FirstMate Dog Food Review (Dry)

FirstMate Dog Food Review

Rating:

FirstMate Dog Food receives the Advisor’s second-highest tier rating of 4.5 stars.

The FirstMate product line includes the 4 dry dog foods listed below.

Each recipe includes its related AAFCO nutrient profile when available on the product’s official webpage: Growth, Maintenance, All Life Stages, Supplemental or Unspecified.

Use the links to compare price and package sizes at an online retailer.

FirstMate Cage Free Chicken Meal and Oats recipe was selected to represent the other products in the line for this review.

FirstMate Cage Free Chicken Meal and Oats

Dry Dog Food

Estimated Dry Matter Nutrient Content

Protein = 31% | Fat = 13% | Carbs = 48%

Ingredients: Chicken meal, oatmeal, brown rice, chicken fat (preserved with mixed tocopherols), tomato pomace, potassium chloride, choline chloride, calcium propionate, blueberries, raspberries, cranberries, minerals (zinc proteinate, iron proteinate, calcium carbonate, manganese proteinate, copper proteinate, selenium yeast, calcium iodate), vitamins (vitamin E supplement, niacin, thiamine mononitrate, d-pantothenic acid, vitamin A supplement, riboflavin, pyridoxine hydrochloride, biotin, vitamin B12 supplement, vitamin D3 supplement, folic acid), glucosamine hydrochloride

Fiber (estimated dry matter content) = 7.8%

Red denotes controversial item

Estimated Nutrient Content
MethodProteinFatCarbs
Guaranteed Analysis28%12%NA
Dry Matter Basis31%13%48%
Calorie Weighted Basis28%29%43%
Protein = 28% | Fat = 29% | Carbs = 43%

The first ingredient in this dog food is chicken meal. Chicken meal is considered a meat concentrate and contains nearly 300% more protein than fresh chicken.

The second ingredient is oatmeal, a whole-grain product made from coarsely ground oats. Oatmeal is naturally rich in B-vitamins, dietary fiber and can be (depending upon its level of purity) gluten-free.

The third ingredient is brown rice, a complex carbohydrate that (once cooked) can be fairly easy to digest. However, aside from its natural energy content, rice is of only modest nutritional value to a dog.

The next ingredient is chicken fat. This item is obtained from rendering chicken, a process similar to making soup in which the fat itself is skimmed from the surface of the liquid.

Chicken fat is high in linoleic acid, an omega-6 fatty acid essential for life. Although it doesn’t sound very appetizing, chicken fat is actually a quality ingredient.

The fifth ingredient is tomato pomace, which is a controversial ingredient, a by-product remaining after processing tomatoes into juice, soup and ketchup.

Many praise tomato pomace for its high fiber and nutrient content, while others scorn it as an inexpensive pet food filler.

Just the same, there’s probably not enough tomato pomace here to make much of a difference.

The sixth ingredient is potassium chloride, a nutritional supplement sometimes used as a replacement for the sodium found in table salt.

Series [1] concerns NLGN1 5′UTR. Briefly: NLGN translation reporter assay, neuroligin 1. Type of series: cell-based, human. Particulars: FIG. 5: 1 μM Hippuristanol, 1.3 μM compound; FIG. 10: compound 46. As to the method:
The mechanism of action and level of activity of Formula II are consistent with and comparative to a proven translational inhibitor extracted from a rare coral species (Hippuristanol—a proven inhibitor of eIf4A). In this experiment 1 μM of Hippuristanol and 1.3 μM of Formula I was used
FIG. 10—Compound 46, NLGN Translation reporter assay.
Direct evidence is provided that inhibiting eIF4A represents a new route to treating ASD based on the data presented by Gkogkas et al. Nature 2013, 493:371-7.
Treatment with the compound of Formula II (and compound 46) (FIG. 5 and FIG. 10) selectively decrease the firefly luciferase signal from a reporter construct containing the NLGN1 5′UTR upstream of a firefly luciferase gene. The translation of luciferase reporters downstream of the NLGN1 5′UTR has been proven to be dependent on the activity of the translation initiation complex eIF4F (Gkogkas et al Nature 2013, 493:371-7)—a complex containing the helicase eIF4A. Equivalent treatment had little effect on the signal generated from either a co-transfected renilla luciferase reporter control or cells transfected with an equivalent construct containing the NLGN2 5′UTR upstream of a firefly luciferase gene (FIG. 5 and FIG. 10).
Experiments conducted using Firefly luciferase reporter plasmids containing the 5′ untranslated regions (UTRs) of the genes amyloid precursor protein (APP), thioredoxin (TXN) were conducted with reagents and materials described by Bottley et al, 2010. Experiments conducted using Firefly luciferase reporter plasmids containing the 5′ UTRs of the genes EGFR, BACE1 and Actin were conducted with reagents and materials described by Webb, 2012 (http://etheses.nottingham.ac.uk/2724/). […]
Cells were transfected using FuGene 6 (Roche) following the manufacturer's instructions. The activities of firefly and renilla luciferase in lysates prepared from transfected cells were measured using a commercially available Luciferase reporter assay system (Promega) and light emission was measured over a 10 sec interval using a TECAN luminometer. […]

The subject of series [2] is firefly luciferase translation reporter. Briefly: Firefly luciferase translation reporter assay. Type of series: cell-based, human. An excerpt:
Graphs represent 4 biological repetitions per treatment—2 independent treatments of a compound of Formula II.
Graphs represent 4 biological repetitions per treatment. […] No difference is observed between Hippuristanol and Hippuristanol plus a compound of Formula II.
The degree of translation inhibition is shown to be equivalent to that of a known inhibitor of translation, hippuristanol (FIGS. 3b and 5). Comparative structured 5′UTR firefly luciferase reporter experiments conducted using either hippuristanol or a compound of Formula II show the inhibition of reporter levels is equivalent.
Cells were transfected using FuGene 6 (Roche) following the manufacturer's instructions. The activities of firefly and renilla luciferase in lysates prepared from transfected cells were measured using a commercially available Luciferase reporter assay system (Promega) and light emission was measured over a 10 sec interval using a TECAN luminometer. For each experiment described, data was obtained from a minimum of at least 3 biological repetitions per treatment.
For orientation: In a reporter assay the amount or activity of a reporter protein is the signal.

From here, the list goes on to include a number of other ingredients.

But realistically, items located this far down the list (other than nutritional supplements) are not likely to affect the overall rating of this FirstMate product.

With 3 notable exceptions

First, we find no mention of probiotics, friendly bacteria applied to the surface of the kibble after processing to help with digestion.

Next, this food contains chelated minerals, minerals that have been chemically attached to protein. This makes them easier to absorb. Chelated minerals are usually found in better dog foods.

And lastly, this recipe includes selenium yeast. Unlike the more common inorganic form of selenium (sodium selenite), this natural yeast supplement is considered a safer anti-cancer alternative.

FirstMate Dog Food Review

Based on its ingredients alone, FirstMate Dog Food looks like an above-average dry product.

The dashboard displays a dry matter protein reading of 31%, a fat level of 13% and estimated carbohydrates of about 48%.

As a group, the brand features an average protein content of 31% and a mean fat level of 16%. Together, these figures suggest a carbohydrate content of 45% for the overall product line.

And a fat-to-protein ratio of about 50%.

Which means this FirstMate product line contains…

Above-average protein. Near-average fat. And below-average carbs when compared to other dry dog foods.

Free of any plant-based protein boosters, this looks like the profile of a kibble containing a notable amount of meat.

Bottom line?

FirstMate is a grain-inclusive dry dog food using a notable amount of named meat meals as its dominant source of animal protein, thus earning the brand 4.5 stars.

Highly recommended.

We review the company’s FirstMate Grain-Free Dog Food line in a separate report.

FirstMate Dog Food
Recall History

The following list (if present) includes all dog food recalls since 2009 directly related to this FirstMate product line. If there are no recalls listed in this section, we have not yet reported any events.

A Final Word

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Important FDA Alert

The FDA is investigating a potential link between diet and heart disease in dogs. Click here for details.

Notes and Updates

02/24/2020 Last Update